Federal authorities have charged 18 people in a boiler room scam, accusing them of bilking investors out of millions of dollars, according to the U.S. Attorney's Office. Federal authorities arrested a total of 12 defendants; three persons in Florida and nine people in Southern California. A former CIA agent who ran a Burbank movie company called Q Media Assets has already pleaded guilty to conspiracy, mail fraud, and tax charges in relation to the fraudulent boiler rooms.
From early 2004 to May 2009, the alleged scam solicited $25 million in investments for independent films through the use of fraudulent boiler room telemarketing operations. Cinamour Entertainment LLC and Q Media Assets LLC retained the services of telemarketers to cold-call individuals, asking them to invest in various indie film projects. By way of fraudulent pitches and false promises, these entertainment companies were able to collect millions from their victims. The targets of this scam were the elderly according to Assistant U.S. Attorney Stephen Cazares, because “they are at home and they pick up the phone.”
According to the government, the boiler room operations promised investors up to 1,000 percent returns and maintained that 93 percent of investor money would be used to produce and promote the films. The telemarketers ultimately misrepresented to investors how their money would be spent, including the telemarketers’ failure to disclose that they would receive commission. Some of the investors were even promised movie credits. Despite these promises, in reality, some of the indie films for which money was solicited were never produced. According to Cazares, “The misrepresentations were enticing. Part of the attraction was the aura of movie-making and Hollywood.”
According to the U.S. Attorney’s office, in June of 2011, a federal grand jury returned two indictments against eighteen individuals for these fraudulent boiler room telemarketing operations. The first indictment concerned Cinamour’s activities. Cinamour raised over $15 million from 450 investors for the indie film, From Mexico with Love, but only $5 million of the investments were actually used to produce and promote the film. Cinamour further collected $2.7 million for Red Water, which was never even made into a film. The second indictment concerns Q Media’s activities, which included raising $5 million from 250 investors for Eye of the Dolphin (now called Beneath the Blue) and $4 million for its sequel, Way of the Dolphin, which went straight to home video. Little of the funds raised were used to produce these indie films, instead nearly 1/3 of the investment money alone went directly into the pockets of the telemarketers.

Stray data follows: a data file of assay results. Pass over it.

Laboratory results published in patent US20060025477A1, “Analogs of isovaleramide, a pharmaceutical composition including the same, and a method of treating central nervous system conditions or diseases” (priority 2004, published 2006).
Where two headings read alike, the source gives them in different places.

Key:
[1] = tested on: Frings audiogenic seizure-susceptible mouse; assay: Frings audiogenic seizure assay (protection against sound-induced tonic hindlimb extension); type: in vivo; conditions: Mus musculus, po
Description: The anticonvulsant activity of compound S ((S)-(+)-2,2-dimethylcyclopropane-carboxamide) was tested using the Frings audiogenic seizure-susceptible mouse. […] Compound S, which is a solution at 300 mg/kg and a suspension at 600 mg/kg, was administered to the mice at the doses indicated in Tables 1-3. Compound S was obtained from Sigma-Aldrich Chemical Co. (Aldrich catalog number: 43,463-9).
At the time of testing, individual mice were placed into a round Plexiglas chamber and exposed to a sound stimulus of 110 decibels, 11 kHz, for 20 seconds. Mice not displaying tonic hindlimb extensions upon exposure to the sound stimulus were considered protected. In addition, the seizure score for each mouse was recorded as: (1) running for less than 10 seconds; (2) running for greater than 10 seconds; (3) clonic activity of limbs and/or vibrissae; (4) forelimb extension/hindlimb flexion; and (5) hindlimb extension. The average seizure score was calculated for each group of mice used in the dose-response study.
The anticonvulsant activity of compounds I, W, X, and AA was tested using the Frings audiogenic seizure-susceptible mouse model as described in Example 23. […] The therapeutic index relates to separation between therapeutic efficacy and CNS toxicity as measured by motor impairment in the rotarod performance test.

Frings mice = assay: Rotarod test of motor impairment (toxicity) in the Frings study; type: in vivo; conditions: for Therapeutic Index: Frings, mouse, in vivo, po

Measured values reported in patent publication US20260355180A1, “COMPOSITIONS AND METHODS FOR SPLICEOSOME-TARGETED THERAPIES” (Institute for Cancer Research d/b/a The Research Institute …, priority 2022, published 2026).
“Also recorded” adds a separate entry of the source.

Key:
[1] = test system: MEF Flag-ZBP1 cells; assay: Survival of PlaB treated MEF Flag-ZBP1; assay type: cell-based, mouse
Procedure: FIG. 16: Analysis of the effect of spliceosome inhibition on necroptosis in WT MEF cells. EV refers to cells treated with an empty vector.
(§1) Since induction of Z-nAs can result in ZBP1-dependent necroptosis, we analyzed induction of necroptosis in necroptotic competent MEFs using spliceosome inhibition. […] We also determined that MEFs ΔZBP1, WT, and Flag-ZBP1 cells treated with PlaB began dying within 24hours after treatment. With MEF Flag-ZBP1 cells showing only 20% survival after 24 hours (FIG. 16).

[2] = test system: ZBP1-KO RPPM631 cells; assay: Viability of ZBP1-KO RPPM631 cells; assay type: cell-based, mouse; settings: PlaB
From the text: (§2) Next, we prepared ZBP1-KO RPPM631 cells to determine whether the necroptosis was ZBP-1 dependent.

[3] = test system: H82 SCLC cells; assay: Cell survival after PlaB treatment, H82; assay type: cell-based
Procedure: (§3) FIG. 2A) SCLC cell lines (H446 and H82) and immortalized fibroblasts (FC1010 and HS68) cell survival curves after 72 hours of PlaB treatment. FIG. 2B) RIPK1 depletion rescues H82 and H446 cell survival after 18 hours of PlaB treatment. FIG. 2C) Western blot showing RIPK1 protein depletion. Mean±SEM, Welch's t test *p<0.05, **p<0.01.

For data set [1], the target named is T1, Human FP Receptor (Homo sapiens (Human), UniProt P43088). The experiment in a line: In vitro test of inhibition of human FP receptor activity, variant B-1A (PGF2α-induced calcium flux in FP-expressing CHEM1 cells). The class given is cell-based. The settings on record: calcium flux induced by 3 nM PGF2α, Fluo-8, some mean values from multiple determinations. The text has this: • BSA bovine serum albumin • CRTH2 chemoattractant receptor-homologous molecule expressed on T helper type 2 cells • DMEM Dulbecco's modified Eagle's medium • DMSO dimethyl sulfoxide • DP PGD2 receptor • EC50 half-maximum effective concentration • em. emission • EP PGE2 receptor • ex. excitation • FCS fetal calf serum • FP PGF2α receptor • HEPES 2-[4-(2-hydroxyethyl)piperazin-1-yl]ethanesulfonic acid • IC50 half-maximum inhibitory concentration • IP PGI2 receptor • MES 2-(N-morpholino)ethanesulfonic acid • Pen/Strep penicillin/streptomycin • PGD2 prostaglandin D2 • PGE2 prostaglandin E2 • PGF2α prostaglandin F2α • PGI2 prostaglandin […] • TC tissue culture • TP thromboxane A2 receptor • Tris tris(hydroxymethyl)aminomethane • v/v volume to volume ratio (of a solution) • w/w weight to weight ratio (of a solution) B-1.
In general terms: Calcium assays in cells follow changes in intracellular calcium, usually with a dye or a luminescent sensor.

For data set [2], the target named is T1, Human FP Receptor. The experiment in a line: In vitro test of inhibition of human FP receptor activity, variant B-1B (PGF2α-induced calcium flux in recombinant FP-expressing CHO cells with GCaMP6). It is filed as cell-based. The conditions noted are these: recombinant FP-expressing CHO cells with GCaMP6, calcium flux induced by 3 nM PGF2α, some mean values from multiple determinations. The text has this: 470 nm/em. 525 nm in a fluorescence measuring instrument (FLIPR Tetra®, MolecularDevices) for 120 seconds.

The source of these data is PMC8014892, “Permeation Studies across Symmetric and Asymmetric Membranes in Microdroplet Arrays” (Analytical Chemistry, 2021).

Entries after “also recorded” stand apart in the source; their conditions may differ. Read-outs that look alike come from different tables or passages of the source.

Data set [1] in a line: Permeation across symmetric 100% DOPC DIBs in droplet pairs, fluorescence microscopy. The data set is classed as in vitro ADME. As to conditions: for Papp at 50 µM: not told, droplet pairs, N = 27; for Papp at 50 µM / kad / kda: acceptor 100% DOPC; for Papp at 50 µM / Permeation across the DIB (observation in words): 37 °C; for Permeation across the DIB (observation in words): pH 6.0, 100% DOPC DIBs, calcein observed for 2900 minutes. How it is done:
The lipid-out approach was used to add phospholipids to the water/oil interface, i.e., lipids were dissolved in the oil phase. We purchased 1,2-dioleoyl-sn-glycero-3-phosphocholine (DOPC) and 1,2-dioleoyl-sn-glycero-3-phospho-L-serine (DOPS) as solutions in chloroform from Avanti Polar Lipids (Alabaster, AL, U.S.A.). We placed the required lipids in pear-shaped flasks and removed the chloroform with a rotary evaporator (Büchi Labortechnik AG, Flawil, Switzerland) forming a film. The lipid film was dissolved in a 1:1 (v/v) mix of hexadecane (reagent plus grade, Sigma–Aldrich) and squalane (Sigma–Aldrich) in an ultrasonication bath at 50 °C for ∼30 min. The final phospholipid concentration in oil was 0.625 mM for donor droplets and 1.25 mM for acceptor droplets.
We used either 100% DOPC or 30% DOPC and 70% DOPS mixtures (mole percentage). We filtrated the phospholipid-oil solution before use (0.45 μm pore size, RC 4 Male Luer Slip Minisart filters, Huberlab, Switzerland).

Ultimately, Cinamour was charged with 45-counts of illegal activity, including mail fraud, wire fraud, sale of unregistered securities, money laundering, conspiracy, and tax evasion. Q Media’s 33-count indictment similarly charged defendants with these crimes. The charged individuals could face serious jail time if found guilty of the allegations. Conspiracy, the sale of unregistered securities, and tax evasion each carry a maximum of five years in federal prison. Money laundering, wire fraud, and mail fraud carry even harsher prison sentences. If convicted of money laundering, the individuals could face up to ten years in prison and if found guilty of mail and wire fraud, they could be in federal prison for a maximum of twenty years.
U.S Attorney Press Release
My Article on Protecting Investors
Sundance Announces Online Distribution Opportunities for Sundance Institute Films
iTunes, Amazon Instant Video, Hulu, Netflix, SundanceNOW and YouTube to Participate, with New Video as Exclusive Aggregation Partner.
Keri Putnam, Executive Director of the non-profit Sundance Institute, announced an expansion of the Institute’s Artist Services program, which enables Sundance Institute artists to reach audiences, raise funding and receive support through an educational and resources site.
Filmmakers can now make their films available online to consumer markets via iTunes, Amazon, Hulu, Netflix, SundanceNOW, and YouTube while still retaining ownership of their work and making independent decisions about strategies for each outlet. Each partner will identify and promote these film projects to their audiences, while in turn, the Institute will endorse their availability through its own marketing and promotional efforts and through the vast social community developed by the Institute.
New Video, the Institute’s exclusive aggregation partner for distribution across these portals, will offer all eligible Sundance Film Festival and Lab titles a unique gateway to digital distribution that emphasizes filmmaker ownership and control.
In addition, the Institute has also entered into a deal with Topspin Media to provide its artists with direct marketing tools and fulfillment services. Topspin is a direct marketing and retail software platform for musicians, filmmakers and authors that provides tools for independent artists to increase awareness of their work and build relationships with fans.
Among the first films and filmmakers to use these services will be two selections from the 2011 Sundance Film Festival: Connected: An Autoblogography about Love, Death & Technology by director Tiffany Shlain, which premiered in the U.S. Documentary Competition section and On the Ice, by director Andrew Okpeaha MacLean, which premiered in the U.S. Narrative Competition section.
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